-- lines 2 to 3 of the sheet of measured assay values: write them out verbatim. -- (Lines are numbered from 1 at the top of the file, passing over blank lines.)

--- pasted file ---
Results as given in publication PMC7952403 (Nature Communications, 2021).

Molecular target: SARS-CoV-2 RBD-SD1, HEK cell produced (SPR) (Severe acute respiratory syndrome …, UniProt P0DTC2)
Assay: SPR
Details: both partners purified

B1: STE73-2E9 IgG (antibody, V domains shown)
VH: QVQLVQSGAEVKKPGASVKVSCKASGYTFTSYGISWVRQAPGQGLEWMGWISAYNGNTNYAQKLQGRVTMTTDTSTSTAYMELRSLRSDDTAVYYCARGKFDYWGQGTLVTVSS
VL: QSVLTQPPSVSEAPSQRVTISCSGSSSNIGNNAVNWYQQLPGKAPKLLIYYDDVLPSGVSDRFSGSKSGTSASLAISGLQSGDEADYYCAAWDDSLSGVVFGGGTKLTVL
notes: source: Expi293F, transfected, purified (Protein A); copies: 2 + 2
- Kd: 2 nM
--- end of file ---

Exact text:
Molecular target: SARS-CoV-2 RBD-SD1, HEK cell produced (SPR) (Severe acute respiratory syndrome …, UniProt P0DTC2)
Assay: SPR